February 15, 2011 Posted by | concert, country music, folk music, Live Events, Music, music, concert, New York City, review, Reviews | , , , , , , , , , , , , , , , , , , , | Leave a comment

Album of the Day 12/30/10

Here we are back in Babylon, where the mayor only wants the streets free of snow in the white neighborhoods: and guess where we are. Anybody feel like shoveling? In the meantime, as we do every day, our 1000 best albums of all time countdown continues as it does every day, all the way to #1. Thursday’s album is #761:

Jim & Jennie & the Pinetops – One More in the Cabin

By the time this Brooklyn/Pennsylvania bluegrass band (formerly the Pine Barons) put out this album, their third, in 2002, they’d honed their period-perfect oldtime sound to a high lonesome wail, in the process helping to jumpstart an already nascent New York country music scene. Unlike so many other bluegrass traditionalists, Jim Krewson and Jennie Benford write their own songs, and they hit hard: these folks are throwbacks to a harsh, bucolic era, which they hardly romanticize. Poverty and unwanted pregnancy (the title track’s theme) are just as likely to make an appearance in their songs as lost love and homesickness. This isn’t polished music – although it is extremely well-played – and its spirit has a lot more in common with punk rock than it does with jam bands. Maybe for that reason, Neko Case got them to back her on a live album, and they quickly outgrew the small club scene that they’d played so ecstatically and memorably for years. The fourteen mostly upbeat tracks here are packed with inspired picking and fiddling; google it for a torrent if you’re short on cash (the band would understand). If you’re not, we highly recommend the independent band’s smartly-produced cd for party music, for waking up and getting out of the house and for long road trips.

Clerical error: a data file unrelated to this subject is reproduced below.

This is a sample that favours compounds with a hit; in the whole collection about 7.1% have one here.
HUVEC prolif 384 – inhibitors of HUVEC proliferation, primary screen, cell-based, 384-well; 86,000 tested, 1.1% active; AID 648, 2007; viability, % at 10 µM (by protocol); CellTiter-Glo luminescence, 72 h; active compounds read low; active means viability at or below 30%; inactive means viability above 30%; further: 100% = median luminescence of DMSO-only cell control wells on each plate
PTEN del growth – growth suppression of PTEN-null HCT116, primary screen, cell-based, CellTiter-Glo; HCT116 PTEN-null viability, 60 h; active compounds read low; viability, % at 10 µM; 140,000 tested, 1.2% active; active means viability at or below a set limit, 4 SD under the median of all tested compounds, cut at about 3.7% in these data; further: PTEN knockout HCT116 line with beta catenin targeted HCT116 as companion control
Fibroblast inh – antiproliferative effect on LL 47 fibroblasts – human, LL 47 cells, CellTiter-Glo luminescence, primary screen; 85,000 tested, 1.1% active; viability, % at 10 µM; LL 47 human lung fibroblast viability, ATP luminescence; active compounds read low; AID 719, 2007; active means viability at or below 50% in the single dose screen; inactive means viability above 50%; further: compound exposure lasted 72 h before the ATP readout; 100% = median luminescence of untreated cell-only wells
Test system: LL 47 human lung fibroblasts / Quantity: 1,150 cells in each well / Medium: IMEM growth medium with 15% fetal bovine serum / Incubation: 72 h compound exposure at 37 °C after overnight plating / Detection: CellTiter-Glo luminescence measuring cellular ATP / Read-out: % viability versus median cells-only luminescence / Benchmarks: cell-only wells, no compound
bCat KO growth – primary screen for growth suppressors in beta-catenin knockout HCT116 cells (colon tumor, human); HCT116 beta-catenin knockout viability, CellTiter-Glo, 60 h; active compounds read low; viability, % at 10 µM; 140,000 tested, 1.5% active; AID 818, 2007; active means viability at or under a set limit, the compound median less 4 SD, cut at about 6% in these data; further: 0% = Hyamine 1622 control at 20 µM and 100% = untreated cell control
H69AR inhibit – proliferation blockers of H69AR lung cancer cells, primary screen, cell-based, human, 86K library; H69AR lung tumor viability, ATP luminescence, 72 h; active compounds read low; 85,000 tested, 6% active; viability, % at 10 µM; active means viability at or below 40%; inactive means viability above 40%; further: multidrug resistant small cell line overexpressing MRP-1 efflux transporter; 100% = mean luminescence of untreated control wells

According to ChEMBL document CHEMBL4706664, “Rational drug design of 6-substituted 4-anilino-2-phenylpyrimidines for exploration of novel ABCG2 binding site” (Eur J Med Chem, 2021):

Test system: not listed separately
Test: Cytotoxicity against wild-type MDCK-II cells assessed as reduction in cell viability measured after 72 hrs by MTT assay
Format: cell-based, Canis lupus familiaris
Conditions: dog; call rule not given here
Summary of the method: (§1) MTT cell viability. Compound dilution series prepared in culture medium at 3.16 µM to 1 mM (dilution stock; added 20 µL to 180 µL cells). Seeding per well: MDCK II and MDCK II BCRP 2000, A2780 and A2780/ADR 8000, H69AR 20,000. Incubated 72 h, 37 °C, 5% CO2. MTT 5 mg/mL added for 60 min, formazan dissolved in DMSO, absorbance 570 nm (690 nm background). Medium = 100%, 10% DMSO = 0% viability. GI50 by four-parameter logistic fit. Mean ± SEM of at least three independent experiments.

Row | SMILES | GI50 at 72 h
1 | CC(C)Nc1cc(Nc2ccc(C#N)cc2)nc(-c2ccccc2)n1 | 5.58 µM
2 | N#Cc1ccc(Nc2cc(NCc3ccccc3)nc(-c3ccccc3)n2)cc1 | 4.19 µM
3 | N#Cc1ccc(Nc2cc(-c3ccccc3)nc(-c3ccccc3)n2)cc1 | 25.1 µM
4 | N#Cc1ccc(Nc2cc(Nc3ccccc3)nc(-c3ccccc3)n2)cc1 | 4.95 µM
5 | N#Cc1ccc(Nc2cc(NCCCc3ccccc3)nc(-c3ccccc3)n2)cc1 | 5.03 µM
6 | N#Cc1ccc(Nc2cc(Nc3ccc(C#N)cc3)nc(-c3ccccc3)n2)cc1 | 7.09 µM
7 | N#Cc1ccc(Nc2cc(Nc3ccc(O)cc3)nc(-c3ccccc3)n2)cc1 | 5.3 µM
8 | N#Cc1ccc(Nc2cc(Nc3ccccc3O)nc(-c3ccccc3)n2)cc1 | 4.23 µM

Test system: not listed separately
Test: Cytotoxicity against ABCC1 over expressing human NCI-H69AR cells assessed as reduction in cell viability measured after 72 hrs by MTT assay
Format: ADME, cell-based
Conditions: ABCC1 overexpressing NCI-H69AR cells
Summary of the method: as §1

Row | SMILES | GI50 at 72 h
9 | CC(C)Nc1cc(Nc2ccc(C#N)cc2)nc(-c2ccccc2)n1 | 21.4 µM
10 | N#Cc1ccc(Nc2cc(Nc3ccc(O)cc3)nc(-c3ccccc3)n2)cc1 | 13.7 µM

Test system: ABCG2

December 30, 2010 Posted by | country music, folk music, lists, Music, music, concert | , , , , , , , , , , , , , , , , , , , , , , , , , , , , , , , , , , , , , , , , , , , , , , | Leave a comment

The Sometime Boys’ Debut: Excellent All the Way Through